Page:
Once inside the body, HIV gets inside certain types of white blood cell called CD4. These cells are part of the body’s defenses against infection. Without treatment the virus gradually damages the immune system. Eventually people become susceptible to unusual infections that would not normally trouble someone with a healthy immune system. These infections can be very serious and sometimes life-threatening. However with treatment we can prevent and even reverse the damage that HIV causes.
At the moment there is no cure for HIV. Instead, treatment involves taking daily tablet medication called antiretrovirals. These work by stopping the virus from reproducing itself. After starting treatment, the number of HIV virus particles in the bloodstream (the “viral load”) drops down to a very low level. This prevents HIV from causing harm and keeps the immune system healthy.
These days there are many different antiretroviral treatments to choose from. We use a combination of several drugs to treat HIV, but these are often put together into as few as as 3, 2 or even 1 pill per day. Taking the medication each day keeps the virus level low and maintains a healthy immune system. Without it, the virus will eventually come back which means we aim to avoid any breaks in treatment where possible.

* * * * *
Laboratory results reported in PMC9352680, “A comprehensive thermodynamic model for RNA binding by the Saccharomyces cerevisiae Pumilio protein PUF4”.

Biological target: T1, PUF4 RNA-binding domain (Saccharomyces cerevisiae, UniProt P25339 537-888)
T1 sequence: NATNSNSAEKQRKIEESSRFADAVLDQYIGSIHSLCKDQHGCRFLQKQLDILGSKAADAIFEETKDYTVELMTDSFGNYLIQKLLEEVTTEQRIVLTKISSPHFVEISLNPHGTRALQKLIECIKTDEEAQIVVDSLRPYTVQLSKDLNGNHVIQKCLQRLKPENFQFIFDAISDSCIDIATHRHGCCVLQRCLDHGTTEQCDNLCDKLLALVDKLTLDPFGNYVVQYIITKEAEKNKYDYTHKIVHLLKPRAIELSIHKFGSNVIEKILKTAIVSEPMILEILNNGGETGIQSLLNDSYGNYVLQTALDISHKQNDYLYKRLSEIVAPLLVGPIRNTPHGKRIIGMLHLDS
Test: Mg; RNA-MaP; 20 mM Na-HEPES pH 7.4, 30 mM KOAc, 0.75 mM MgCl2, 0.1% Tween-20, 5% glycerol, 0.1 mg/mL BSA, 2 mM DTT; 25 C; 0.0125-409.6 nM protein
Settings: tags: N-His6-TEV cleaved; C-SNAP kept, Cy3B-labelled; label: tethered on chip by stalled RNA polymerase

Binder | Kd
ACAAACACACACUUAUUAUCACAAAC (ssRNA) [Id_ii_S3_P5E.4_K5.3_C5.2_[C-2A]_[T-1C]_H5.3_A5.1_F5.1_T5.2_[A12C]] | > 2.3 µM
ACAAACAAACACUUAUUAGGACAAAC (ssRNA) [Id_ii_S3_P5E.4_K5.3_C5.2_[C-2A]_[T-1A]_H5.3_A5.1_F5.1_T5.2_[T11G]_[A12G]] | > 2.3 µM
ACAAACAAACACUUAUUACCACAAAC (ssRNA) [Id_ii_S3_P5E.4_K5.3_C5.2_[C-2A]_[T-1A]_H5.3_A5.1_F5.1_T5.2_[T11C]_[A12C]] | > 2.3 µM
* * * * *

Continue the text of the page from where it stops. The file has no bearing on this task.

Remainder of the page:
People who take effective treatment can expect to live a normal life expectancy, free from complications or infections related to their HIV. It’s recommended people start treatment as soon as they feel ready. The START study showed that people who started treatment sooner had better health outcomes than those who waited. We also know that people on effective HIV treatment cannot pass HIV on to their sexual partners. We are 100% confident that when your viral load is undetectable, there is zero risk of passing HIV to a sexual partner. Nobody in the world has ever caught HIV from someone with an undetectable viral load. This is often called undetectable=untransmittable (or UequalsU).
We use the ‘viral load’ to check the treatment is working. Before starting treatment that number can be anything up to several million copies. Once you start treatment the viral load will decline rapidly until the laboratory cannot detect the virus in the blood any more. We consider anything less than 50 copies per ml to be an undetectable viral load.
Most people who start HIV treatment will have an undetectable viral load within a few months of starting treatment. Keeping the viral load undetectable means taking treatment reliably each day and we do blood tests every 6 months to ensure things remain stable.